These attitudes are largely unconscious and mostly irrational, but I would argue that they play a significant role in material selection.

Scott Orlosky
User Rank
Platinum
Re: just like the old days
Scott Orlosky   7/22/2012 8:01:09 PM
NO RATINGS
I had heard about this use of coconut fibers recently, but not any details.  Thanks for the article. Once again nature provides.  I'd like to think that we're heading into an era where nature is viewed as a cooperative ally rather than something to be overcome. Efforts like this move us in the right direction.

Dave Palmer
User Rank
Platinum
Re: just like the old days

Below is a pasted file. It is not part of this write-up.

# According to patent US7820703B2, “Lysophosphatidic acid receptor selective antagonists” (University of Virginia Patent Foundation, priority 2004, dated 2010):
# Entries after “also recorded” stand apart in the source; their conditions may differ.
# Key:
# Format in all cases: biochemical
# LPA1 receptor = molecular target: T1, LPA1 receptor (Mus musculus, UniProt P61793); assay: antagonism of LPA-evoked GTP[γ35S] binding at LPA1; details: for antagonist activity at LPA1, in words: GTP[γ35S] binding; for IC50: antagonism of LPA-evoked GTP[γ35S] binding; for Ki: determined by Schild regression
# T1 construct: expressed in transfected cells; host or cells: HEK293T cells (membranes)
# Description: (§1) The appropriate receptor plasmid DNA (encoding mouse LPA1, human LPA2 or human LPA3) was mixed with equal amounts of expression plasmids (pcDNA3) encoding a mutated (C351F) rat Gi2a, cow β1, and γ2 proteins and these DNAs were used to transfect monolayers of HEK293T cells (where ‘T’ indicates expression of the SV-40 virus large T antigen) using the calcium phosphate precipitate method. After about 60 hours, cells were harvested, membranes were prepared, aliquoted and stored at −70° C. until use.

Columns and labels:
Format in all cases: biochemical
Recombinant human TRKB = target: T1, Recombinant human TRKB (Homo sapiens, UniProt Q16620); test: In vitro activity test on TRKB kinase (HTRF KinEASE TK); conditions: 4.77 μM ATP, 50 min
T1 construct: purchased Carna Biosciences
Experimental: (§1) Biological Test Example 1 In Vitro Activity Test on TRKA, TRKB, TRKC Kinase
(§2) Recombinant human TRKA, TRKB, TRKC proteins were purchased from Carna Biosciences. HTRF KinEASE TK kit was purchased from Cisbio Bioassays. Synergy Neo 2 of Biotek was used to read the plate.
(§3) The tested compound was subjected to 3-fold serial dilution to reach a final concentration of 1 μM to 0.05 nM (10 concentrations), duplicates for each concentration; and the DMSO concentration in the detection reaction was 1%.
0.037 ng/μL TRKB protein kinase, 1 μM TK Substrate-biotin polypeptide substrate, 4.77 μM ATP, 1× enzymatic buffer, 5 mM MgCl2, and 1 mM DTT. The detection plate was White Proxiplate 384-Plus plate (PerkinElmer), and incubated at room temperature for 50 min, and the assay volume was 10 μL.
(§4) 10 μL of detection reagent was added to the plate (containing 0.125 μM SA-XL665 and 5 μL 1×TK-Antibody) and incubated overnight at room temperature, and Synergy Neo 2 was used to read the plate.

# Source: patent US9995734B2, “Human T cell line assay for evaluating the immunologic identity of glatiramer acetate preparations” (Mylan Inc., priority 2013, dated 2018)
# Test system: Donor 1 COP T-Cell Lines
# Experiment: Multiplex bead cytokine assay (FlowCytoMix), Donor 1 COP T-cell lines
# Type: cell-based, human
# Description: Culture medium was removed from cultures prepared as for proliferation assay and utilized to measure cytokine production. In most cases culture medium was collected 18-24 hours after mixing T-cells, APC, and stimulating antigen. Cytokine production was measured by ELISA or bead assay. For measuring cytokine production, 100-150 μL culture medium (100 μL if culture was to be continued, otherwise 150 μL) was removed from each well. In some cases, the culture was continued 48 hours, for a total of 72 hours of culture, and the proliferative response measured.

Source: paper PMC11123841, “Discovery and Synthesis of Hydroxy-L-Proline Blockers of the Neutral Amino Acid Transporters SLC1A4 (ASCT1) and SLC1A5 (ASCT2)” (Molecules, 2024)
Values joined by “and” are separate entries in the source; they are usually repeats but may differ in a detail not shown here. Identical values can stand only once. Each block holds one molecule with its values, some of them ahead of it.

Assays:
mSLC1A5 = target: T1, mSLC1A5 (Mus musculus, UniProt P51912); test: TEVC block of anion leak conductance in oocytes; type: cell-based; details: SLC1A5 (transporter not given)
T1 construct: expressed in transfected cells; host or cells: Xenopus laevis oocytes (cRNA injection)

Dave Palmer   7/20/2012 3:51:19 PM
NO RATINGS
Dr. Pradeep Rohatgi, who is best known for his work on metal-matrix composites, also did significant work on natural fiber composites, including coconut, banana, and sisal.  This kind of technology could play an important role in reducing poverty in developing countries.  Instead of relying on expensive materials imported from industrialized countries, indigenous materials could be used.

Besides, many biological materials have properties which rival those of the best synthetic materials, often at a significantly lower cost.  A lot of money is being spent on research to develop multifunctional, nano-structured materials, but nature has a big head start on us (about four billion years).

Ann R. Thryft
User Rank
Blogger
Re: just like the old days
Ann R. Thryft   7/20/2012 12:17:04 PM
NO RATINGS